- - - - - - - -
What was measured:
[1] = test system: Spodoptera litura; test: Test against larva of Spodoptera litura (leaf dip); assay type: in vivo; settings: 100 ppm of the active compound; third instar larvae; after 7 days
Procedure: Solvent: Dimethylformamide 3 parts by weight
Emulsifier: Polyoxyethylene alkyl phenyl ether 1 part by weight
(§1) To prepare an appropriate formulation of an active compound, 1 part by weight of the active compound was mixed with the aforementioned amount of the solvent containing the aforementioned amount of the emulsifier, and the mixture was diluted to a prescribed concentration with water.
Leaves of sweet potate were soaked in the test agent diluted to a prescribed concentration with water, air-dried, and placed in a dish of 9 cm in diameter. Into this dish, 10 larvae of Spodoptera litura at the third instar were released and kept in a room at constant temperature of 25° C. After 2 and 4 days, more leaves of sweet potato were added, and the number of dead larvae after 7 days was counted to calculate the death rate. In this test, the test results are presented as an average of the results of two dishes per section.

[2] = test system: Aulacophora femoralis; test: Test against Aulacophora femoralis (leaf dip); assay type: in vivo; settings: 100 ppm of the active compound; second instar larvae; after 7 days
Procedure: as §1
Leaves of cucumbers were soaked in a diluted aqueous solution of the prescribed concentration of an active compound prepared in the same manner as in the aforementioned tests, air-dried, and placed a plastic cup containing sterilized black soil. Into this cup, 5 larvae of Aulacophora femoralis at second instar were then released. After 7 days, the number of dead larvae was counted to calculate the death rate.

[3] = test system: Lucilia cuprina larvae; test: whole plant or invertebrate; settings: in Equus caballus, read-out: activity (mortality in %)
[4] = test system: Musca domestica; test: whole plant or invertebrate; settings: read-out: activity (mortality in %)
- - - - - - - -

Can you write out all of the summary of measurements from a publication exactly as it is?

What was measured:
[1] = test system: Spodoptera litura; test: Test against larva of Spodoptera litura (leaf dip); assay type: in vivo; settings: 100 ppm of the active compound; third instar larvae; after 7 days
Procedure: Solvent: Dimethylformamide 3 parts by weight
Emulsifier: Polyoxyethylene alkyl phenyl ether 1 part by weight
(§1) To prepare an appropriate formulation of an active compound, 1 part by weight of the active compound was mixed with the aforementioned amount of the solvent containing the aforementioned amount of the emulsifier, and the mixture was diluted to a prescribed concentration with water.
Leaves of sweet potate were soaked in the test agent diluted to a prescribed concentration with water, air-dried, and placed in a dish of 9 cm in diameter. Into this dish, 10 larvae of Spodoptera litura at the third instar were released and kept in a room at constant temperature of 25° C. After 2 and 4 days, more leaves of sweet potato were added, and the number of dead larvae after 7 days was counted to calculate the death rate. In this test, the test results are presented as an average of the results of two dishes per section.

[2] = test system: Aulacophora femoralis; test: Test against Aulacophora femoralis (leaf dip); assay type: in vivo; settings: 100 ppm of the active compound; second instar larvae; after 7 days
Procedure: as §1
Leaves of cucumbers were soaked in a diluted aqueous solution of the prescribed concentration of an active compound prepared in the same manner as in the aforementioned tests, air-dried, and placed a plastic cup containing sterilized black soil. Into this cup, 5 larvae of Aulacophora femoralis at second instar were then released. After 7 days, the number of dead larvae was counted to calculate the death rate.

[3] = test system: Lucilia cuprina larvae; test: whole plant or invertebrate; settings: in Equus caballus, read-out: activity (mortality in %)
[4] = test system: Musca domestica; test: whole plant or invertebrate; settings: read-out: activity (mortality in %)